Switzerland at Christmas time was hands down one of my favourite adventures. The lights, the Christmas markets, the freshly fallen snow, the beautiful alps all around, and of course the delicious food were all almost to much to take in. Now granted, as a vegetarian travelling to other countries can be challenge in terms of finding food that I can eat, so I was a bit skeptical. I was, however, pleasantly surprised that I had little to no trouble finding food that met my needs. Now was it my healthiest trip I have ever been on, no, but the cheese, fresh bread, yummy rosti and of course chocolate all had me wanting more.
While in Zurich, my husband and I popped into a local bookshop that sold English books. I of course headed straight to the cookbook section and picked up “Swiss Cooking” by Alfred Haefeli. It was a good size (we had to travel home with it so it needed to be somewhat light), reasonably priced, offered beautiful pictures and had some recipes that I experienced in Switzerland and wanted to try at home.
I tried out 3 recipes in this cookbook including:
- Minestrone (Vegetable Soup)
- Berner Zwiebelsuppe (Bernese Onion Soup)
- Fondue Moitie-Moitie (Fondue Half and Half)
This was a big winner for me. It has been a very, very long time since I had chicken soup, but this reminded me of that warm and comforting feeling you get from having a nice big bowl. I subbed in shell noodles instead of macaroni since that was what I had on hand and I chose to cook the noodles separately (tip: if there is going to be leftovers, it is best to keep the noodles separate from the soup as they will absorb the liquid). It was easy to make and flavourful. For my herb I chose dill as I love the fresh spring taste it adds.
I was a bit disappointed in this recipe. I had some challenges with the milk and cream (they seemed to over cook/separate) and I think I added too much carrot, which gave it a more orange complexion and not the white creamy look the cookbook picture showed. For the onion garnish, it simply said to fry the onions in olive oil which left them a bit bitter. Plus I used the wrong cream as it didn’t specify so I think that might have been part of the problem as well. I think I want to give this another shot though. Overall not great.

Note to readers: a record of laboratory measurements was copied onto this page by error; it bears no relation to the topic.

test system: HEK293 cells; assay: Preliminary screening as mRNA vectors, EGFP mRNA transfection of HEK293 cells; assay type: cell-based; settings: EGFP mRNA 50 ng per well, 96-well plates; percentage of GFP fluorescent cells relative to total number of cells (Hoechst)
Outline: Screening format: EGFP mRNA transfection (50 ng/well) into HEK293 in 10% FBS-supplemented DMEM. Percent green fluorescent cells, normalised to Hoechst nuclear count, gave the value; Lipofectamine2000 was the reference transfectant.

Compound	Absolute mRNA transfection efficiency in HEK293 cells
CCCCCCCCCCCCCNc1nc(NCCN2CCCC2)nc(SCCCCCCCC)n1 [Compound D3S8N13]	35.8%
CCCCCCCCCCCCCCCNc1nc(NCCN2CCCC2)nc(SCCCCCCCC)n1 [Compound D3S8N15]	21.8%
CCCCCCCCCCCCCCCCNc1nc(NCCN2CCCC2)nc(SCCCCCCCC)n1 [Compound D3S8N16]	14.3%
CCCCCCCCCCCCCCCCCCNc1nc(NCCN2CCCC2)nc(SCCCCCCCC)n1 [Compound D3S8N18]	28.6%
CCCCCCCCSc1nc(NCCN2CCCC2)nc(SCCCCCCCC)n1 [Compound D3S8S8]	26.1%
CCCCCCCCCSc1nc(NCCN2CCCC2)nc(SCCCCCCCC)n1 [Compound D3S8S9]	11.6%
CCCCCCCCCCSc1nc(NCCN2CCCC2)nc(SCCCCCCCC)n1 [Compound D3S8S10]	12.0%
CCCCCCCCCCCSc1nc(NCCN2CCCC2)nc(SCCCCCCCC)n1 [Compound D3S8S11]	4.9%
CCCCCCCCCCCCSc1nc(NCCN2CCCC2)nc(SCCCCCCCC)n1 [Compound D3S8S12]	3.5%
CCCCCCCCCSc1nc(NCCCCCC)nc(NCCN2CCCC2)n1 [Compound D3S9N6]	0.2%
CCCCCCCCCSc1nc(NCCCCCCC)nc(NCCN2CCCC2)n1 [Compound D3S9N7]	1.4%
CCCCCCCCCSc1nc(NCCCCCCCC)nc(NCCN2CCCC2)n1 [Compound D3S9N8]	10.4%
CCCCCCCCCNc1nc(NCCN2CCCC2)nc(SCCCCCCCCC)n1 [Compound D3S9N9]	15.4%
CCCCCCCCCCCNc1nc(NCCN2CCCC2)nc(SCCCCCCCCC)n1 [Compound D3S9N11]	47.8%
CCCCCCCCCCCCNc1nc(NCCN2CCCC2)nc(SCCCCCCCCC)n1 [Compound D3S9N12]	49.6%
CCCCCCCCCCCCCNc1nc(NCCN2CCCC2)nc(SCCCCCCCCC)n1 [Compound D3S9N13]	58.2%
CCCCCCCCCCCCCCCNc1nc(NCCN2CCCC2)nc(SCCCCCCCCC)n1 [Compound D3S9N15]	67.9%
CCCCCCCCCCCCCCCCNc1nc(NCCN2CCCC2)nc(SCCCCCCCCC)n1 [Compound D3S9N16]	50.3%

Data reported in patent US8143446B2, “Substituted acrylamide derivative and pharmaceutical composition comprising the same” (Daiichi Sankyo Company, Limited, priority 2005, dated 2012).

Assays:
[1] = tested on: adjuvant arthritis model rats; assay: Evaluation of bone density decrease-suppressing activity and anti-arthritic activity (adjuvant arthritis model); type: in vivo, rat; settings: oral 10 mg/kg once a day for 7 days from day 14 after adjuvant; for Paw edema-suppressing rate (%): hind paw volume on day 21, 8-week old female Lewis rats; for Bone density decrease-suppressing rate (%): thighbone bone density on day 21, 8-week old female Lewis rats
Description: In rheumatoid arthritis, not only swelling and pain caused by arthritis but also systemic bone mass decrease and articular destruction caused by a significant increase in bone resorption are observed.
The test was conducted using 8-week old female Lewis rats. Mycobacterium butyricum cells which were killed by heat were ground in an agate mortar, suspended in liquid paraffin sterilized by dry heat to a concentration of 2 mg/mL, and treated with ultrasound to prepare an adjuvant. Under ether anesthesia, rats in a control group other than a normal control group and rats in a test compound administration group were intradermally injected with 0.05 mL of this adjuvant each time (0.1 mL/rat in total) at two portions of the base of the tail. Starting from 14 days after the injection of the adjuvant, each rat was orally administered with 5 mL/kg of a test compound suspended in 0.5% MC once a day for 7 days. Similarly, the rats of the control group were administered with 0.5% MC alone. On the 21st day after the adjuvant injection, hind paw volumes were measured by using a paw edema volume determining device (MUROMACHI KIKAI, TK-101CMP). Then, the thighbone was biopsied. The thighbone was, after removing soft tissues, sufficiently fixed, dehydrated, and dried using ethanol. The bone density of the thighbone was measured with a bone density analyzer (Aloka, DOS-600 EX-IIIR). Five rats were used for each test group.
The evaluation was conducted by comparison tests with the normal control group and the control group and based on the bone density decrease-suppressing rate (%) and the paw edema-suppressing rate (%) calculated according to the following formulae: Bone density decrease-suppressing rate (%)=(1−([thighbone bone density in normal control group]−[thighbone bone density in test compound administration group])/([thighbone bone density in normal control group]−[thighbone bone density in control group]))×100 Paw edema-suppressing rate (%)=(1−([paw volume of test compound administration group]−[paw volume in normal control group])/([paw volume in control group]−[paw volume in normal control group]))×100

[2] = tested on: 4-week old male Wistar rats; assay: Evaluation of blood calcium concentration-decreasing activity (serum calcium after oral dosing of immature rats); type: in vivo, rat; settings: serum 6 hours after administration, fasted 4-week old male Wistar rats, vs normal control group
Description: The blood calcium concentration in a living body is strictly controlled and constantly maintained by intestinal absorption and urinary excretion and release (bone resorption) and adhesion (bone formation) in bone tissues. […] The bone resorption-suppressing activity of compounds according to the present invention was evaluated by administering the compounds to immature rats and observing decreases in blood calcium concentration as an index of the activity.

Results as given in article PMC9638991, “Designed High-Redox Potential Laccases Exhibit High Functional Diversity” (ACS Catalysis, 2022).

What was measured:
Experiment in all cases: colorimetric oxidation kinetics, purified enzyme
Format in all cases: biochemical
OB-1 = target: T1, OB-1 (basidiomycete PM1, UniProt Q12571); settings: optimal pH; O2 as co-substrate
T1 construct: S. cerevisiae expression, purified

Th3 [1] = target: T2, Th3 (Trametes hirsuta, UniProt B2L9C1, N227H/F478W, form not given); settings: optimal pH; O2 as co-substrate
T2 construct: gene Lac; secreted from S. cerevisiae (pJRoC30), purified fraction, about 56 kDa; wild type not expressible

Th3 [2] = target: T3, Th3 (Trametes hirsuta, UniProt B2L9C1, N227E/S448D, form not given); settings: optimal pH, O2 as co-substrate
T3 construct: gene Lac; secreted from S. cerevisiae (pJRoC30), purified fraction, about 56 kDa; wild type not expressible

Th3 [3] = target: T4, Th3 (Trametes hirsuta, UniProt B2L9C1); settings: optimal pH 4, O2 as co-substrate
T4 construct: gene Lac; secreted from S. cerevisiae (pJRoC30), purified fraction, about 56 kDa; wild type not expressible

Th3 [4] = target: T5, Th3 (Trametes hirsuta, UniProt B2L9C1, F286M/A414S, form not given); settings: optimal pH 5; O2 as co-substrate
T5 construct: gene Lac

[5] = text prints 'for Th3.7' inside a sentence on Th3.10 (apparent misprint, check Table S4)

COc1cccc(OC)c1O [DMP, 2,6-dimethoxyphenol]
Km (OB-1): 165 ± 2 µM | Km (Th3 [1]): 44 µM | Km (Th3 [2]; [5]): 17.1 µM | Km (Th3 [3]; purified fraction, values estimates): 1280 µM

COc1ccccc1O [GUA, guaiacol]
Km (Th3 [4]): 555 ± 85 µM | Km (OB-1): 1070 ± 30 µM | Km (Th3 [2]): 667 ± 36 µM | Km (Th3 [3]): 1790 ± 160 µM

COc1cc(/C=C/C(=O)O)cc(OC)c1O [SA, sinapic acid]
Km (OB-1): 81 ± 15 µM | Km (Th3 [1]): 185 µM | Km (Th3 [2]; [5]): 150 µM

Unfortunately this wasn’t exactly an inexpensive meal as the ingredients called for close to $40 in cheese and another $30 in alcohol. That being said…it was so worth it! I wasn’t sure at first if it was going to work out as it looked a little thin, so I added a bit more cornstarch and once it was in the fondue pot it thickened right up. Our whole house smelled of cheese and we couldn’t make this on a regular basis, but it was definitely an amazing treat! I served it with homemade pretzels and vegetables. Will make again for sure!
Organization of Book
This cookbook was organized by regions in Switzerland vs the traditional categories of food (i.e. Appetizer, Main, Dessert, etc). As Alfred says “Swiss Cooking can only be regarded as a collective term because the variety between the regions is too great to enable the development of a standardized cooking culture.” Not exactly helpful if you need to quickly flip to a certain type of food, but still interesting as each section gives a brief description of the region.
Ingredients – Obscure or Common?
The book calls for fairly easy to find ingredients. Perhaps some of the cheeses might be more challenging if you don’t have a local cheese shop, but overall the recipes use basic staples that are found in the cupboard or can be purchased in your local grocery store. Some of the recipes let you choose the ingredients, like the Onion soup called for 200 g vegetables, so I used what I had on hand. The onion soup also called for cream so I purchased 18%, however it seems like whipping cream would have been better as the instructions said to fold in stiffly beaten cream which I was unable to do with 18%.
The instructions tend to be very short. I like this as it means the recipes aren’t overly complicated. You need to know a thing or two around the kitchen in order to be successful with these recipes.
Surprisingly yes! Most of the time when I see a soup in a cookbook, it calls for a chicken or beef broth and I simply sub in veggie broth. All the soups that I tried called for vegetable broth, which I was very appreciative of! There are 21 vegetarian recipes in the book, which is more than most I would say.
I would say this is good for an intermediate to advance cook. Some of the recipes are pretty vague on ingredients and what to do with them, so it takes a little know how.
Buy or Leave on the Shelf?
I love the imagery, the information about Switzerland and the different regions and most importantly the recipes it had to offer. I would definitely recommend this for anyone looking for a Swiss experience. I look forward to trying more recipes in the future!